The office they are in also needs to be paid for and all the costs that come with running a small business in different locations (almost all our partners are small businesses and many are charities or non-profits). They have phones, computers and desks to pay for, plus costs like the internet, so you can see their website! They also need to pay for marketing to get volunteers onto the projects, such as paying to advertise on this site.
Depending on the project, you might be given fundraising advice, a packing list, attend a pre-departure meeting, and you’ll always have someone you can phone or email with any questions or concerns. Most of our partner projects include orientation as well, to ensure you’re starting off on the right foot and have some help getting used to your surroundings and the local culture.
Some projects even include language and culture lessons. You might also receive training (either here or abroad) – for example, if you’re doing marine conservation you will need to learn to dive, and if you’re carrying out scientific research, you’ll need to learn how to collect and record data properly. Some teaching placements include training, and this can be a TEFL certificate which you can then use to get paid work abroad.
When you get to the project, you’re not just handed a shovel and left to get on with it! You will be supervised, and, as in any job, you will learn a tremendous amount from your supervisor and other local staff. It’s not simply the skill of how to feed a lion cub, or how to help educate children. There are all sorts of things you’ll need to pick up, from how the organisation is run, to local cultural practices, to useful words to know in the language – even tips on places to go during your time off!
Your supervisor or volunteer co-ordinator is not just there to make sure you’re happy and carrying out your tasks to the best of your ability. There is someone there to support you round-the-clock, which hopefully you will never need but is essential should anything go wrong. If you became ill or had an accident, there’s someone on hand who speaks the local language, knows what medical care is available locally, and how it all works. Having that security can provide you with peace of mind, even if – as on most volunteer projects – everything is fine.
If you’ve ever worked for a charity (or university, or public sector organisation) in your home country, you’ll know how hard it is to get a regular source of income, even in the West. Imagine how much harder that is in a much poorer country, which might have additional issues, such as political instability or greater corruption.
When one of our partner organisations can ensure a consistent supply of volunteers to support the costs of the project, that project has stability which is hard to come by any other way. Other sources of income can fluctuate or be cut off suddenly, but some of the volunteer organisations we work with have been able to supply volunteers with their financial project donations on a regular basis for years, sometimes even decades.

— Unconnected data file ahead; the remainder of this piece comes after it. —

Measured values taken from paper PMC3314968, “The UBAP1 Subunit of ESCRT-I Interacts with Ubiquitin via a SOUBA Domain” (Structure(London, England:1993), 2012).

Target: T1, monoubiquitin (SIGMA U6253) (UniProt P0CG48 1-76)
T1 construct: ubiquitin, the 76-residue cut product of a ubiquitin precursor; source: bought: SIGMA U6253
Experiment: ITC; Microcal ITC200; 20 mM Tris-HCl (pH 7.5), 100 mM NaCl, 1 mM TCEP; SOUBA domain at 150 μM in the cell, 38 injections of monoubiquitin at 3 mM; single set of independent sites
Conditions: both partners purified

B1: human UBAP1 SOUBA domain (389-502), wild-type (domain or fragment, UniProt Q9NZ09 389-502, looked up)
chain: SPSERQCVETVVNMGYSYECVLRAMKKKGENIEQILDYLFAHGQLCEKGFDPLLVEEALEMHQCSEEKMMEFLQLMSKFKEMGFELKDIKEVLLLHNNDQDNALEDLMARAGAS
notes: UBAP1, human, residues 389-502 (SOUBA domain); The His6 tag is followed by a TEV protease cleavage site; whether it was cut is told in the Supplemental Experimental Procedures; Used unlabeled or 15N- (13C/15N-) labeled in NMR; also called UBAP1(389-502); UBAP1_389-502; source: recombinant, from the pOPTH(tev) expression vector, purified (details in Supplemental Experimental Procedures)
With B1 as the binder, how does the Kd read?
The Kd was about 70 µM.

That translates to a stable job for the people who work locally, and consistency for the people you’re helping (such as the children you might be teaching or the community you might be working to develop). If they’re able to rely on a stable source of income, that means they have more time and resources focusing on the core work of their project.
And by extension, the survival of the people or places you’re trying to help. Yes, your money that you bring as a paying volunteer could literally be helping people to survive! Pretty special, right?
Some projects focus on the short-term, but many necessarily have a long-term strategy. For example, with education, there needs to be an assurance that a child will be helped throughout their school years to have the best opportunities and be able to have a fulfilling and useful career. In conservation, it can take years for a project to even start to see some progress sometimes – forests and coral reefs don’t just grow overnight! With awareness projects, such as reducing HIV transmission rates, again, these can take a long time to see significant results, even when short-term progress is also possible.
Without a stable, reliable source of income, these projects can’t plan for the future, and in some cases (like planting trees), can’t even get off the ground. After all, what would be the point in planting a forest if its future can’t be guaranteed? This is why volunteers are so important for these projects – it’s not just the work you do today, or next week or next month – your presence has a positive impact year into the future.